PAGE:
Ahad, 13 Jun 2010


Dipetik daripada : http://www.answers.com


Edwards' syndrome is caused by an extra (third) copy of chromosome 18. The extra chromosome is lethal for most babies born with this condition. It causes major physical abnormalities and severe mental retardation. Very few children afflicted with this syndrome survive beyond the first year.


Edwards' syndrome is associated with the presence of a third copy of chromosome number 18. Humans normally have 23 pairs of chromosomes. Chromosomes are numbered 1–22, and the 23rd pair is composed of the sex chromosomes, X and Y. A person inherits one set of 23 chromosomes from each parent. Occasionally, a genetic error occurs during egg or sperm cell formation. A child conceived with such an egg or sperm cell may inherit an incorrect number of chromosomes. In the case of Edwards' syndrome, the child inherits three (trisomy), rather than two, copies of chromosome 18. Ninety-five percent of the children are full trisomies, 2 percent are due to translocations, where only part of an extra chromosome is present (this may be hereditary), while 3 percent are mosaic trisomies, where the extra chromosome is present in some but not all of the cells.

Edwards' syndrome is usually fatal, with most babies dying before birth. Of those who do make it to birth, 20–30 percent die within one month. However, a small number of babies (less than 10 percent) live at least one year.

Edwards' syndrome is also referred to as trisomy 18, trisomy E, and trisomy 16–18. It is the second most common trisomy, after trisomy 21 (Down syndrome).


Edwards' syndrome occurs in approximately one in every 5,000 live births and one in every 5,000 stillborn births; it affects girls more often than boys. Women older than their early thirties have a greater risk of conceiving a child with Edwards' syndrome, but it can also occur with younger mothers.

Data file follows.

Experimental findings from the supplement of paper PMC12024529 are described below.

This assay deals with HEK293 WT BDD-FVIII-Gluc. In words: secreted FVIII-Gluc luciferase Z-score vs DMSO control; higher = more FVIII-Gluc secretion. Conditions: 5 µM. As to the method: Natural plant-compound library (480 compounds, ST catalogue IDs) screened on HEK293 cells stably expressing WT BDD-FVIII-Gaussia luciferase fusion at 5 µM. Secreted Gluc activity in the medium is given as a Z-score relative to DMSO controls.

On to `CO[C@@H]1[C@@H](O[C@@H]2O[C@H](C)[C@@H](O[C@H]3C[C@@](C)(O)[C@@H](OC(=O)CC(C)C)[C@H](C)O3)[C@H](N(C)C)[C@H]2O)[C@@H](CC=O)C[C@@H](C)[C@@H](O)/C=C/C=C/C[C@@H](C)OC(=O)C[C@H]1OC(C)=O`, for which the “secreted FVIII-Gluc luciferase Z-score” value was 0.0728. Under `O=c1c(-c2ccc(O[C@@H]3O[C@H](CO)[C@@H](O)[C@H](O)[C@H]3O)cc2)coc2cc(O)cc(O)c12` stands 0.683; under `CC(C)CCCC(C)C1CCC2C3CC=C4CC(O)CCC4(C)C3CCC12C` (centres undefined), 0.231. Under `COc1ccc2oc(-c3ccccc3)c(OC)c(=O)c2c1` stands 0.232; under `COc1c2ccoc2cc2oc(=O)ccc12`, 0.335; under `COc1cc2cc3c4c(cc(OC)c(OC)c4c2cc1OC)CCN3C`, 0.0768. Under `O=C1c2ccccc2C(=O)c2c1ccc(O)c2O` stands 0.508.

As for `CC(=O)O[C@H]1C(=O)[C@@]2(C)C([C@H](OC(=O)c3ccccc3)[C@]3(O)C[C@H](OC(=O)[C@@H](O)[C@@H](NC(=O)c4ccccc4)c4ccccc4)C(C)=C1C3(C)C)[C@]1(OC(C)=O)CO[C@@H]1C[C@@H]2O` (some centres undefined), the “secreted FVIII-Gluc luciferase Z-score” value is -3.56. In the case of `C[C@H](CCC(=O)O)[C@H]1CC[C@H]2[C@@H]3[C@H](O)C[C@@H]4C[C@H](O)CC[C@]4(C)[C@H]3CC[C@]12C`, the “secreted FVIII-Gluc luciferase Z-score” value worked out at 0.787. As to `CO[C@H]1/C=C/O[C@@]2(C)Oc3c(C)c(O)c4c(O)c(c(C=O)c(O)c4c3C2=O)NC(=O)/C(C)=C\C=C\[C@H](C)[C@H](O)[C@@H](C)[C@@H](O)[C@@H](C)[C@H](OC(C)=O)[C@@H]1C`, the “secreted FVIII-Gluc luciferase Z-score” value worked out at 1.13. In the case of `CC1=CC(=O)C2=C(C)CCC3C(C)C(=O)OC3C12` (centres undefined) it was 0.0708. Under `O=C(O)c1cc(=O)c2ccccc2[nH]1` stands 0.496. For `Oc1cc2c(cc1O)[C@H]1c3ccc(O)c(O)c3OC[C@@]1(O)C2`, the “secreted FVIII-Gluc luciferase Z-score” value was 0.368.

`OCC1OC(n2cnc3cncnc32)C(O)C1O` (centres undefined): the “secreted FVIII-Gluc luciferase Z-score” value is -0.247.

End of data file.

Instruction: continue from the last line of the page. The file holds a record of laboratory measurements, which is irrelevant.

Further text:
Causes and Symptoms

Most children born with Edwards' syndrome appear weak and fragile, and they are often underweight. The head is unusually small and the back of the head is prominent. The ears are malformed and low-set, and the mouth and jaw are small (micrognathia). The baby may also have a cleft lip or cleft palate. Frequently, the hands are clenched into fists, and the index finger overlaps the other fingers. The child may have clubfeet, and toes may be webbed or fused.

Numerous problems involving the internal organs may be present. Abnormalities often occur in the lungs and diaphragm (the muscle that controls breathing), and blood vessel malformations are common. Various types of congenital heart disease, including ventricular septal defect (VSD), atrial septic defect (ASD), or PDA (patent ductus arteriosus), may be present. The child may have an umbilical or inguinal hernia, malformed kidneys, and abnormalities of the urogenital system, including undescended testicles in a male child (cryptochordism).

When to Call the Doctor

A child with Edwards' syndrome is likely to have many medical and development needs. Parents should develop good working relationships with their doctor, other specialists, and therapists, and should consult them as needed.

If a woman gives birth to a child with Edwards' syndrome and plans to have another child, a doctor as well as a genetic counselor should be consulted so that prenatal screening and genetic counseling can be conducted.


Edwards' syndrome at birth may be diagnosed by the physical abnormalities characteristic to the syndrome. Physical examination of the infant may show arched type finger print patterns, while x rays may reveal a short breast bone (sternum). Definitive diagnosis is achieved through karyotyping, which involves drawing the baby's blood for a microscopic examination of the chromosomes. Using special stains and microscopy, individual chromosomes are identified, and the presence of an extra chromosome 18 is revealed.

Edwards' syndrome can be detected before birth. If a pregnant woman is older than 35, has a family history of genetic abnormalities, has previously conceived a child with a genetic abnormality, or has suffered earlier miscarriages, she may undergo tests to determine whether her child carries genetic abnormalities. Potential tests include maternal serum alpha-fetal protein analysis or screening, ultrasonography, amniocentesis, and chorionic villus sampling.